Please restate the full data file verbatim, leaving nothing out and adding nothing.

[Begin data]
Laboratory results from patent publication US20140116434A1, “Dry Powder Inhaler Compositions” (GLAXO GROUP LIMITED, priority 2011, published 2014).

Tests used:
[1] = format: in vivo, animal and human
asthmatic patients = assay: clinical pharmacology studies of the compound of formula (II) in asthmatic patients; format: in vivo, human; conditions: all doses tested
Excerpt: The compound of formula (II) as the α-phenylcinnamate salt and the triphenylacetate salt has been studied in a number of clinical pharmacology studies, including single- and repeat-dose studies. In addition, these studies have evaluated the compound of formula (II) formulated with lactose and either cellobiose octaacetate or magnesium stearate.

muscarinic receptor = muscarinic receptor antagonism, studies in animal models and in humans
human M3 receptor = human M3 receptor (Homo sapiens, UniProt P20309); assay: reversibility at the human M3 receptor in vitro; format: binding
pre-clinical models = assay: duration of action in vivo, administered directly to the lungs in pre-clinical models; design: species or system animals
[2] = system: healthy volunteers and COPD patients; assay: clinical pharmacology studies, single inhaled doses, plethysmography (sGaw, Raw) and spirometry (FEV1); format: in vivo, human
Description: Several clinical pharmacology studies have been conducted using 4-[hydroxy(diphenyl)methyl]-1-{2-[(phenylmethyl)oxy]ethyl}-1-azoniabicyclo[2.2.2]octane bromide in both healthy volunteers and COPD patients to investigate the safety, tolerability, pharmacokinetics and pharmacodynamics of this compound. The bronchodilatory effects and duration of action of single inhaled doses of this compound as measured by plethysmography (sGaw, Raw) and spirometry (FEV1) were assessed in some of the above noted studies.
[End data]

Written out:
Laboratory results from patent publication US20140116434A1, “Dry Powder Inhaler Compositions” (GLAXO GROUP LIMITED, priority 2011, published 2014).

Tests used:
[1] = format: in vivo, animal and human
asthmatic patients = assay: clinical pharmacology studies of the compound of formula (II) in asthmatic patients; format: in vivo, human; conditions: all doses tested
Excerpt: The compound of formula (II) as the α-phenylcinnamate salt and the triphenylacetate salt has been studied in a number of clinical pharmacology studies, including single- and repeat-dose studies. In addition, these studies have evaluated the compound of formula (II) formulated with lactose and either cellobiose octaacetate or magnesium stearate.

muscarinic receptor = muscarinic receptor antagonism, studies in animal models and in humans
human M3 receptor = human M3 receptor (Homo sapiens, UniProt P20309); assay: reversibility at the human M3 receptor in vitro; format: binding
pre-clinical models = assay: duration of action in vivo, administered directly to the lungs in pre-clinical models; design: species or system animals
[2] = system: healthy volunteers and COPD patients; assay: clinical pharmacology studies, single inhaled doses, plethysmography (sGaw, Raw) and spirometry (FEV1); format: in vivo, human
Description: Several clinical pharmacology studies have been conducted using 4-[hydroxy(diphenyl)methyl]-1-{2-[(phenylmethyl)oxy]ethyl}-1-azoniabicyclo[2.2.2]octane bromide in both healthy volunteers and COPD patients to investigate the safety, tolerability, pharmacokinetics and pharmacodynamics of this compound. The bronchodilatory effects and duration of action of single inhaled doses of this compound as measured by plethysmography (sGaw, Raw) and spirometry (FEV1) were assessed in some of the above noted studies.